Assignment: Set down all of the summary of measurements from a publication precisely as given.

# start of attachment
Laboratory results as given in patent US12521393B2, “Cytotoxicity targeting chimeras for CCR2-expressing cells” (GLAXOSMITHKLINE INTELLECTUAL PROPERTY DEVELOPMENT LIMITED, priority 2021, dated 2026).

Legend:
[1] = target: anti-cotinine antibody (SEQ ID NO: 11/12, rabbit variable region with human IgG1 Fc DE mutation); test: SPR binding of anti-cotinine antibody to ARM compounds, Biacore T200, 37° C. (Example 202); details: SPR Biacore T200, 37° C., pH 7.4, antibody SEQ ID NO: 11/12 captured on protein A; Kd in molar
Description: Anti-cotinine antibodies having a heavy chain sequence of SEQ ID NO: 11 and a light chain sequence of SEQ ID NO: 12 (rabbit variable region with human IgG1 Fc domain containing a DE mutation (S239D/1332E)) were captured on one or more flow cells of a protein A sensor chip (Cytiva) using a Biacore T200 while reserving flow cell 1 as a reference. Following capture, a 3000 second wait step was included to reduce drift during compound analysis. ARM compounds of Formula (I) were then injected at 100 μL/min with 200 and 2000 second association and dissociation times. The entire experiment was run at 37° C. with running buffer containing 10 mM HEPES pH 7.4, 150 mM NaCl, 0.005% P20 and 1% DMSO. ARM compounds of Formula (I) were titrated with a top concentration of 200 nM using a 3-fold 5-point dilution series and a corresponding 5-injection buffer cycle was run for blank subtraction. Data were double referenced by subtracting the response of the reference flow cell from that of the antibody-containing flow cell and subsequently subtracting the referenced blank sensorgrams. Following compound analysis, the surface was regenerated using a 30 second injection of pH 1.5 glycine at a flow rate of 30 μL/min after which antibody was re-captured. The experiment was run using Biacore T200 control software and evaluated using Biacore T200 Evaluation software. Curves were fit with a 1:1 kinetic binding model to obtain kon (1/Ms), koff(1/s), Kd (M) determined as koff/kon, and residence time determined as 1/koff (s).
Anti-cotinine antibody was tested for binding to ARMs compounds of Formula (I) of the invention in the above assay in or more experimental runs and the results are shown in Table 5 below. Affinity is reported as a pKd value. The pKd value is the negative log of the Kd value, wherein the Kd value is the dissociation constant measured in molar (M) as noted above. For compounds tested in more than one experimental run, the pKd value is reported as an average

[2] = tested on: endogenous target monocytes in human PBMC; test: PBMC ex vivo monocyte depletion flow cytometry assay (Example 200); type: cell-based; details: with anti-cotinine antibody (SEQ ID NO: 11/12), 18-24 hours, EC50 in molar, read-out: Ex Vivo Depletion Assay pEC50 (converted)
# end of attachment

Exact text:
Laboratory results as given in patent US12521393B2, “Cytotoxicity targeting chimeras for CCR2-expressing cells” (GLAXOSMITHKLINE INTELLECTUAL PROPERTY DEVELOPMENT LIMITED, priority 2021, dated 2026).

Legend:
[1] = target: anti-cotinine antibody (SEQ ID NO: 11/12, rabbit variable region with human IgG1 Fc DE mutation); test: SPR binding of anti-cotinine antibody to ARM compounds, Biacore T200, 37° C. (Example 202); details: SPR Biacore T200, 37° C., pH 7.4, antibody SEQ ID NO: 11/12 captured on protein A; Kd in molar
Description: Anti-cotinine antibodies having a heavy chain sequence of SEQ ID NO: 11 and a light chain sequence of SEQ ID NO: 12 (rabbit variable region with human IgG1 Fc domain containing a DE mutation (S239D/1332E)) were captured on one or more flow cells of a protein A sensor chip (Cytiva) using a Biacore T200 while reserving flow cell 1 as a reference. Following capture, a 3000 second wait step was included to reduce drift during compound analysis. ARM compounds of Formula (I) were then injected at 100 μL/min with 200 and 2000 second association and dissociation times. The entire experiment was run at 37° C. with running buffer containing 10 mM HEPES pH 7.4, 150 mM NaCl, 0.005% P20 and 1% DMSO. ARM compounds of Formula (I) were titrated with a top concentration of 200 nM using a 3-fold 5-point dilution series and a corresponding 5-injection buffer cycle was run for blank subtraction. Data were double referenced by subtracting the response of the reference flow cell from that of the antibody-containing flow cell and subsequently subtracting the referenced blank sensorgrams. Following compound analysis, the surface was regenerated using a 30 second injection of pH 1.5 glycine at a flow rate of 30 μL/min after which antibody was re-captured. The experiment was run using Biacore T200 control software and evaluated using Biacore T200 Evaluation software. Curves were fit with a 1:1 kinetic binding model to obtain kon (1/Ms), koff(1/s), Kd (M) determined as koff/kon, and residence time determined as 1/koff (s).
Anti-cotinine antibody was tested for binding to ARMs compounds of Formula (I) of the invention in the above assay in or more experimental runs and the results are shown in Table 5 below. Affinity is reported as a pKd value. The pKd value is the negative log of the Kd value, wherein the Kd value is the dissociation constant measured in molar (M) as noted above. For compounds tested in more than one experimental run, the pKd value is reported as an average

[2] = tested on: endogenous target monocytes in human PBMC; test: PBMC ex vivo monocyte depletion flow cytometry assay (Example 200); type: cell-based; details: with anti-cotinine antibody (SEQ ID NO: 11/12), 18-24 hours, EC50 in molar, read-out: Ex Vivo Depletion Assay pEC50 (converted)